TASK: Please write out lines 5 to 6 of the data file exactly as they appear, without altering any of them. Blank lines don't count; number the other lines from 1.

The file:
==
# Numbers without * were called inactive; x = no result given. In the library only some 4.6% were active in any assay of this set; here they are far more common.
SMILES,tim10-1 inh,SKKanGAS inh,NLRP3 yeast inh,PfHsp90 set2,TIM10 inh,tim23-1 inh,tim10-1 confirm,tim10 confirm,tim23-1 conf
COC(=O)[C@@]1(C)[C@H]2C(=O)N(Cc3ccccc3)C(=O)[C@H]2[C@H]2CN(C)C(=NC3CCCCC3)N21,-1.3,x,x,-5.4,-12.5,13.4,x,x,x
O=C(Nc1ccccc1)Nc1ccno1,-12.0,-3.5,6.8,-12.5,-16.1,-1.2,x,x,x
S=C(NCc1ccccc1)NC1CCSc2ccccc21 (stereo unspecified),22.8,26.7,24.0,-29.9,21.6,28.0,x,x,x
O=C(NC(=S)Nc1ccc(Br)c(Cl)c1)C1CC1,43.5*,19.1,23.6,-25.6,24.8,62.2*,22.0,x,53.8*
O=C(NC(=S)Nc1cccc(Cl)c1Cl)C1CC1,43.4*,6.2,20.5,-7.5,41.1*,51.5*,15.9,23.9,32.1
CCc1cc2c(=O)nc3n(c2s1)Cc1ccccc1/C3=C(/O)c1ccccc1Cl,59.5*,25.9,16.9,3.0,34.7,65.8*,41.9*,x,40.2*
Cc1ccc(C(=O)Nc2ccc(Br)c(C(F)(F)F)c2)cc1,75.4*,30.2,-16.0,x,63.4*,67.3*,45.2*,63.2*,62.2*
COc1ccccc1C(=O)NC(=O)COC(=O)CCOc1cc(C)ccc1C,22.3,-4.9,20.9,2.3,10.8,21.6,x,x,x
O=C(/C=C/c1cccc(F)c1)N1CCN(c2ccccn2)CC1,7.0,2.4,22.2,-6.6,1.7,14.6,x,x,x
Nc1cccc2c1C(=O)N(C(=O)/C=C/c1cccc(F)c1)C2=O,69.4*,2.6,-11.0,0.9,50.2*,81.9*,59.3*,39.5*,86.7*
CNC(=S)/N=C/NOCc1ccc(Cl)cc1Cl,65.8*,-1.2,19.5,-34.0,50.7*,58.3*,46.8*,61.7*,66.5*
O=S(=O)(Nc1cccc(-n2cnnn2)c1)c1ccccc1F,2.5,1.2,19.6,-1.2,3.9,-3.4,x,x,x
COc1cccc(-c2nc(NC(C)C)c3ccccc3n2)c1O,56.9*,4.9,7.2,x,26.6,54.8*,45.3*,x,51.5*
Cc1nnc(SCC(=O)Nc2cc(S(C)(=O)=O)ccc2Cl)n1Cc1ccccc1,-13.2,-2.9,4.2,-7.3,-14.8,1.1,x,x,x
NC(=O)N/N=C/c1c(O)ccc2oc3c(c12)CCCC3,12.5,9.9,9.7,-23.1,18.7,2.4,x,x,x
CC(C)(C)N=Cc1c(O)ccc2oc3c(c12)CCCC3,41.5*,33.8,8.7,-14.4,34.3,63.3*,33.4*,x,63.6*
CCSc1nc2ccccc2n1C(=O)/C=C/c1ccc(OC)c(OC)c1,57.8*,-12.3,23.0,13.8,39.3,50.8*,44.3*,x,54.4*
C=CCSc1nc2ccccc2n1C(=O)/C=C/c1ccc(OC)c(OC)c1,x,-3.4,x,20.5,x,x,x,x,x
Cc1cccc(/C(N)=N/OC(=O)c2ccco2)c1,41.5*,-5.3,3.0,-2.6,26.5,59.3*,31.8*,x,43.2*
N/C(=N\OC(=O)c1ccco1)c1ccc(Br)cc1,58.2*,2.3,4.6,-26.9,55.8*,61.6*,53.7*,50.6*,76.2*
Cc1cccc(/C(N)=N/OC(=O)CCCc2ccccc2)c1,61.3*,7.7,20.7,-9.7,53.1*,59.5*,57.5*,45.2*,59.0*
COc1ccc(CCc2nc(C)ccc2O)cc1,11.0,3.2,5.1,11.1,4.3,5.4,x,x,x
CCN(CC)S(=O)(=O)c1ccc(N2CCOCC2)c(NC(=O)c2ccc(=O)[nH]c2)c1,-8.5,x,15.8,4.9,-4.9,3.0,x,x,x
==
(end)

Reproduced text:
S=C(NCc1ccccc1)NC1CCSc2ccccc21 (stereo unspecified),22.8,26.7,24.0,-29.9,21.6,28.0,x,x,x
O=C(NC(=S)Nc1ccc(Br)c(Cl)c1)C1CC1,43.5*,19.1,23.6,-25.6,24.8,62.2*,22.0,x,53.8*